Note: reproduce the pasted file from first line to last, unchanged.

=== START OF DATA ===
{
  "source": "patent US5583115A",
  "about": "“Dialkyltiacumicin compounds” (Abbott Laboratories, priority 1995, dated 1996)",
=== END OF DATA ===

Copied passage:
{
  "source": "patent US5583115A",
  "about": "“Dialkyltiacumicin compounds” (Abbott Laboratories, priority 1995, dated 1996)",